The conversation of drones used to be reserved for a land and time far, far away. Rod Serling and Star Wars stuff. That day is here.
Drones that carry photo and video gear are portable, affordable (they start at around $1,000) fit in a backpack, are battery-powered and shoot incredible high-quality still and video images. You can build your own or buy one retail. Drones, like so much of our technology today, are in use and outside of the legislative curve.
How should they be used, who uses them, do they require an operator's licence, how many can fly in a defined airspace? There are dozens of questions about ethics and privacy.
The Hamilton Spectator has published still and video images taken using drone technology. One of the subjects was a flyover of the construction work at Tim Hortons field. We don't own one or employ an operator - instead the photos are coming to us as many other photos do - through freelancers, social media or companies and agencies who've employed people to take the photos for them. Earlier this year, The Spec wrote a story about the Ontario Provincial Police testing drone technology to capture images at accident scenes as a way to clear sites quicker.
See video flyover of The Hamilton Spec: Download Drone TheSpec
Yan Theoret is a Hamilton videographer. He is a camera operator and owns a drone. Last week he shot footage of the crippled Skyway Bridge (see pix below) after it was damaged by an alleged drunk truck driver. Yan stood below the bridge, piloted his drone up and around and shot footage which was used by CHCH TV after being legally vetted. Yan says there are many factors that a drone operator has to consider: Where are they piloting the vehicle from? Is it public land, federal land, municipal? Is the air space restricted, such as an airport? Can you get permission to take off from private property and shoot something is that is of public interest happening on another property - a fire, a crash, a crime scene, a sporting event?
Yan's drone is a $5,000 customized off-the-shelf model. It has a range of one kilometre up, about a kilometre out and can be in the air for 15 minutes. His drone, like others, gives us views that we haven't been able to traditionally access. We are a digital culture that wants more and better photos and video.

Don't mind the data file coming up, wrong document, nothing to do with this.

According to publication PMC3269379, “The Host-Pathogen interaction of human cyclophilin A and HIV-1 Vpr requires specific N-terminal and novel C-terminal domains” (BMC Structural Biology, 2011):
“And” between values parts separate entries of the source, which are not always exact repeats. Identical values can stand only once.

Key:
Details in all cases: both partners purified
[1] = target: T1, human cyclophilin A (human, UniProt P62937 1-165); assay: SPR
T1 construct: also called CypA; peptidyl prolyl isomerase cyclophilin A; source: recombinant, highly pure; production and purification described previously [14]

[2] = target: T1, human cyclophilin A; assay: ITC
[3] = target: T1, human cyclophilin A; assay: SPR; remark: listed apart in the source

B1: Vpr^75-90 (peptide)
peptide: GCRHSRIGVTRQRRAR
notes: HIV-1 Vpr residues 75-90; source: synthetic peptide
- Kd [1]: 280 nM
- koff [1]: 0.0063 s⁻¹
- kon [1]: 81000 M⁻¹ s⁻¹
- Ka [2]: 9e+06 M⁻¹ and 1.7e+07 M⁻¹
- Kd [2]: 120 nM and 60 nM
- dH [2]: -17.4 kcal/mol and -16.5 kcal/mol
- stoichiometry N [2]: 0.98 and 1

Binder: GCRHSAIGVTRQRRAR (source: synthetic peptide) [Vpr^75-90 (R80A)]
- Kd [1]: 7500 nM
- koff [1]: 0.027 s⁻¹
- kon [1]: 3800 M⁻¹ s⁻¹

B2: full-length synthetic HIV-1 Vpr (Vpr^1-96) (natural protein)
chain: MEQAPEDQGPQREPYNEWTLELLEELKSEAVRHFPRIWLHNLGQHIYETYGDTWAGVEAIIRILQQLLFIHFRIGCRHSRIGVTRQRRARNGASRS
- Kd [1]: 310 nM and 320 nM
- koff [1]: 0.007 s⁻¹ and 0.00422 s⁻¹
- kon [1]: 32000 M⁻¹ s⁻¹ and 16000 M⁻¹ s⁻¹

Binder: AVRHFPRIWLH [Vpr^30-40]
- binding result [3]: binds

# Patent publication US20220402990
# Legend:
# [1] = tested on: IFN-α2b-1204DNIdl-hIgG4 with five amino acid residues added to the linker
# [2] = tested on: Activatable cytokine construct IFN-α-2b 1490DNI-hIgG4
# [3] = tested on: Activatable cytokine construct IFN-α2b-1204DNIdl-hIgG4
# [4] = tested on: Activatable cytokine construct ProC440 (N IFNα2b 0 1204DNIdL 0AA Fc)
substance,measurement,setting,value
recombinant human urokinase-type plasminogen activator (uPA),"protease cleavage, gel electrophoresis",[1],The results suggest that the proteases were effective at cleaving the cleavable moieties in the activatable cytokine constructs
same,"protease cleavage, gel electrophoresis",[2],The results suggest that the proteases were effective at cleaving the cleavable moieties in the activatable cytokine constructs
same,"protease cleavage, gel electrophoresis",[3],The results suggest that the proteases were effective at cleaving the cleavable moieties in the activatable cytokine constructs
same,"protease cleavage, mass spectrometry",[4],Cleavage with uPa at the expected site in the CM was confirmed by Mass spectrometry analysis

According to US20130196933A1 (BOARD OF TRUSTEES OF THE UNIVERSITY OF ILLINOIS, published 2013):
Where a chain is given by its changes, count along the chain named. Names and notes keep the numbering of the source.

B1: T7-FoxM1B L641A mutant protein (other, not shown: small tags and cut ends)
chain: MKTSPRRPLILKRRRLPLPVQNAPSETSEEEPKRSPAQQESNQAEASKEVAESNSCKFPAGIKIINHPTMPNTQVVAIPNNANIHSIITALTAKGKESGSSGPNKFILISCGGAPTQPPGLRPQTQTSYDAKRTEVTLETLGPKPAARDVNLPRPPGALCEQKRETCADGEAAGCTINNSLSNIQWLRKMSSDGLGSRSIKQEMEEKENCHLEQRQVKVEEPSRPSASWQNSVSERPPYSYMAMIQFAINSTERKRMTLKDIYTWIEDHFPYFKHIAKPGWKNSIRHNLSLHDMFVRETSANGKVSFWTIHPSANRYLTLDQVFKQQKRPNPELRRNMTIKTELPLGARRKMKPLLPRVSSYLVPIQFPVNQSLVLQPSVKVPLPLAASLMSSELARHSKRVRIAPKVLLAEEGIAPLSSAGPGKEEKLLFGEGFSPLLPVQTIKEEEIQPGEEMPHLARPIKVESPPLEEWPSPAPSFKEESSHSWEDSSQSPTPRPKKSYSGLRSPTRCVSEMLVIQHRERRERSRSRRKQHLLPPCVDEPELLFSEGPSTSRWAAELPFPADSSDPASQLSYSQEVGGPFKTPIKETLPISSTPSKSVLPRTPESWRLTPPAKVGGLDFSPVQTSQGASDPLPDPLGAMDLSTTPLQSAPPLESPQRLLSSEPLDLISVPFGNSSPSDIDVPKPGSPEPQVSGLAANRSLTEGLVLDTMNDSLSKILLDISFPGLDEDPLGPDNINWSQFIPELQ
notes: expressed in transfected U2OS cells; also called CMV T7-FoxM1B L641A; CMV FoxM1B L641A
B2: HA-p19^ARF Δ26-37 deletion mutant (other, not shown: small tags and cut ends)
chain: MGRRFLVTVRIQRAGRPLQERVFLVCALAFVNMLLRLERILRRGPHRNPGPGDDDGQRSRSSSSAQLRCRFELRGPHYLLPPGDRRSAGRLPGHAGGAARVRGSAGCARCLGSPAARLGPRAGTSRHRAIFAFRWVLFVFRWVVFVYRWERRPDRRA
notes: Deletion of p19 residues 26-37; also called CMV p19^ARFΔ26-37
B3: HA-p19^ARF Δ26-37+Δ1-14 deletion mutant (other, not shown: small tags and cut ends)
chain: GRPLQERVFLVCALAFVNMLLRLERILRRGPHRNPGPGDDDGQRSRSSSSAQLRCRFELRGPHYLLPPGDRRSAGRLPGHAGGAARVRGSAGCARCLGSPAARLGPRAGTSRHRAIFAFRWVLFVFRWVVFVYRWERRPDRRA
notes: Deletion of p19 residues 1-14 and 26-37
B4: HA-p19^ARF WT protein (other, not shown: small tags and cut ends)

Yan is a drone pioneer in Hamilton. He is aware of the pros and cons and the larger conversations around drone use. He's advocating for a conversation about drones and says there should be regs and standards for drone pilots. He wants responsible drone use and says it's a tool that media will be using with increasing frequency. The Skyway Bridge crash is a good example. The story affected many, the economic damage is still being counted and there is undeniable public interest. Media needs to tell the story and show the damage to the bridge. The Spec commissioned an airplane and Spec photographer John Rennison took photos that showed the damage. Yan stood on the ground and piloted his drone (his pixs below). His images are incredible and detailed - you can count the rivets on the beams. There is no doubt using the drone is quicker, less expensive and extremely versatile. Yan is thinking about responsible use - we know others are not and won't and it's only a matter of time when we write about a drone crash, or competing drones at site or unethical use of a drone to capture images.
For media, this technology is impressive and will serve the public interest with better photo and video storytelling.
For drones, the when is here. Now it's a matter of how.
SKYWAY BRIDGE PHOTOS COURTESY OF YAN THEORET: